"The world is flipping a coin every day whether people who can literally destroy the planet as we know it and will do it," Buffett said to an audience of Berkshire Hathaway shareholders Saturday. "Unfortunately, the major problem is that people who have large stocks of nuclear weapons and ICBMs."
AT 91, WARREN BUFFETT STILL SPRINTS CIRCLES AROUND WALL STREET
"They talk about using tactical nuclear weapons … if someone is willing to kill hundreds of thousands of people with tactical nuclear weapons, why would they stop there?" he added. "It’s a very, very dangerous world."
The question, submitted by a shareholder, asked about the impact of nuclear weapons on Berkshire’s operations and outlooks. The company maintains a number of insurance operations, and a nuclear attack would severely impact the company’s operations as a result.
|BRK.A||BERKSHIRE HATHAWAY INC.||415,850.00||+6,900.00||+1.69%|
|BRK.B||BERKSHIRE HATHAWAY INC.||277.50||+4.48||+1.64%|
"For certain things, we don't write policies on because we wouldn't be able to make good on them anyway," Buffett said. "And everybody would know we wouldn't be able to make on them.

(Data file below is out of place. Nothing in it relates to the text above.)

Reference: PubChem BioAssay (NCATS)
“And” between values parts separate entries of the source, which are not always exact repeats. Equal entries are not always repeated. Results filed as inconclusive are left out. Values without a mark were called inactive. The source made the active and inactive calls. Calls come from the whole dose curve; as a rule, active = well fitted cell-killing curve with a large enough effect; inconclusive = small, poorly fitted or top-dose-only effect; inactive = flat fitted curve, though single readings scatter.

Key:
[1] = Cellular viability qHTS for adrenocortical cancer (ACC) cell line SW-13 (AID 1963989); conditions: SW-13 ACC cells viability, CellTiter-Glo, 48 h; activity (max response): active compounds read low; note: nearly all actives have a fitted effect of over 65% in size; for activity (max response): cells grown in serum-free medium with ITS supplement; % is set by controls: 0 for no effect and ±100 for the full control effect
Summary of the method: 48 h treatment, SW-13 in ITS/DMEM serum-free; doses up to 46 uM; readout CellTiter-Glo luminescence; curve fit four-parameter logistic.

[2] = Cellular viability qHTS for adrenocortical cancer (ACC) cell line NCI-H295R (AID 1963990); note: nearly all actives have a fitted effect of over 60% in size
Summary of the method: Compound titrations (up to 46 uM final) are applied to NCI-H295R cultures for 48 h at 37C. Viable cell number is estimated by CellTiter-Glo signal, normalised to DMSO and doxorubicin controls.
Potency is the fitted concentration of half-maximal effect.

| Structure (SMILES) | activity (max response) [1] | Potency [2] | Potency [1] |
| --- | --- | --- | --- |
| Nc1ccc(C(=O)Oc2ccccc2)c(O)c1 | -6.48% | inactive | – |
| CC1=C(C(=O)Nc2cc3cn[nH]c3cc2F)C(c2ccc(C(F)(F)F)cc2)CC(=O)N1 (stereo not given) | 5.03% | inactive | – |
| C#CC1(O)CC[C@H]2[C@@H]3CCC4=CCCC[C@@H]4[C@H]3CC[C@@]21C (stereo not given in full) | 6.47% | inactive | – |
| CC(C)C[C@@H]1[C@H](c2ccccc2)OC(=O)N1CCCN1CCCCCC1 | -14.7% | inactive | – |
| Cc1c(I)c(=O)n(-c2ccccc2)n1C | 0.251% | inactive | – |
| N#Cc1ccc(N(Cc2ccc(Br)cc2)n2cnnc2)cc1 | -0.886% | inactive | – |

"So you have that risk. And there's nothing Berkshire can protect you against."
The concern over nuclear weapons has increased in the past month as Russian President Vladimir Putin has raised threats of nuclear attack and tested new weapons, such as the Sarmat intercontinental ballistic missile – a weapon that Putin says would provide "food for thought for those who … try to threaten our country."
But neither Buffett nor Berkshire Hathaway Vice Chairman Charlie Munger appear to be fretting over the situation. Munger made a rare interruption to say that the company "doesn’t have "any way of predicting if there’s going to be a nuclear attack."
"I know a man who said "I know what I’m going to do if there’s a nuclear war: I’m going to crawl under table and kiss my a** goodbye," Munger added, prompting laughter from the crowd.